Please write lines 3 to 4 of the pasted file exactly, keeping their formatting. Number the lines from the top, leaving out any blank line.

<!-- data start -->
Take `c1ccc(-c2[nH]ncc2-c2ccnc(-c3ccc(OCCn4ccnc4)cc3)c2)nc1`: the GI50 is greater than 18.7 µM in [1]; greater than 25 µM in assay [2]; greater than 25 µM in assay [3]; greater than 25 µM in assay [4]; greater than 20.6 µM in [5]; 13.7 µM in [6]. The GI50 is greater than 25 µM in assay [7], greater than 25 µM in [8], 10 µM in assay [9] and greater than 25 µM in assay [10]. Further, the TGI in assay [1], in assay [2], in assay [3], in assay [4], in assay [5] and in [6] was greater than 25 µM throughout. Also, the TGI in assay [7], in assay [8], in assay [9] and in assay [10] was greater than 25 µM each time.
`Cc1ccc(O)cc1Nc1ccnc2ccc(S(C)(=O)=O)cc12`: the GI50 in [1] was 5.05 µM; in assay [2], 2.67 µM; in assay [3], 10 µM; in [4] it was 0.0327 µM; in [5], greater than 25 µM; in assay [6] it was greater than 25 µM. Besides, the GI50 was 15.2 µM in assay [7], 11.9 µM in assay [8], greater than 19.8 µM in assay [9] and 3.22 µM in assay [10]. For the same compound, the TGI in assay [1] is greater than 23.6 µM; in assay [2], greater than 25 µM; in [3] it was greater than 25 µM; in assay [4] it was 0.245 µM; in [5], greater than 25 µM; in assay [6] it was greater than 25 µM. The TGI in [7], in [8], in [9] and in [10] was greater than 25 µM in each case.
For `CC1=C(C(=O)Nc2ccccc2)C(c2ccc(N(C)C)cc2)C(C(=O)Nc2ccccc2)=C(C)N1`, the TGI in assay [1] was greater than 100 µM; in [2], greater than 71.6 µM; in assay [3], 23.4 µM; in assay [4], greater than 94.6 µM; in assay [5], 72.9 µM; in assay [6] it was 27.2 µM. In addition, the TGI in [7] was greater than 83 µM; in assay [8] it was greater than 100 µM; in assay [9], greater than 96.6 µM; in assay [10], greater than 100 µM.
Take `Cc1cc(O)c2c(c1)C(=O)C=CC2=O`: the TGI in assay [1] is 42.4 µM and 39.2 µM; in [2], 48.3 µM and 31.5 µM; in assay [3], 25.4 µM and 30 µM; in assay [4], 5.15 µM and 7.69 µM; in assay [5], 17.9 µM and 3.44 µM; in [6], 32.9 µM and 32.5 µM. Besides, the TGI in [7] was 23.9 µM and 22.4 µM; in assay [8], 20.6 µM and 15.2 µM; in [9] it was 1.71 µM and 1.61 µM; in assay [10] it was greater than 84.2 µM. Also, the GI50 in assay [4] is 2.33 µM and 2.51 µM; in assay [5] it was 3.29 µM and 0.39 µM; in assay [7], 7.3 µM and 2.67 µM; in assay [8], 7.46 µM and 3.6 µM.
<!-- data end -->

For `CC1=C(C(=O)Nc2ccccc2)C(c2ccc(N(C)C)cc2)C(C(=O)Nc2ccccc2)=C(C)N1`, the TGI in assay [1] was greater than 100 µM; in [2], greater than 71.6 µM; in assay [3], 23.4 µM; in assay [4], greater than 94.6 µM; in assay [5], 72.9 µM; in assay [6] it was 27.2 µM. In addition, the TGI in [7] was greater than 83 µM; in assay [8] it was greater than 100 µM; in assay [9], greater than 96.6 µM; in assay [10], greater than 100 µM.
Take `Cc1cc(O)c2c(c1)C(=O)C=CC2=O`: the TGI in assay [1] is 42.4 µM and 39.2 µM; in [2], 48.3 µM and 31.5 µM; in assay [3], 25.4 µM and 30 µM; in assay [4], 5.15 µM and 7.69 µM; in assay [5], 17.9 µM and 3.44 µM; in [6], 32.9 µM and 32.5 µM. Besides, the TGI in [7] was 23.9 µM and 22.4 µM; in assay [8], 20.6 µM and 15.2 µM; in [9] it was 1.71 µM and 1.61 µM; in assay [10] it was greater than 84.2 µM. Also, the GI50 in assay [4] is 2.33 µM and 2.51 µM; in assay [5] it was 3.29 µM and 0.39 µM; in assay [7], 7.3 µM and 2.67 µM; in assay [8], 7.46 µM and 3.6 µM.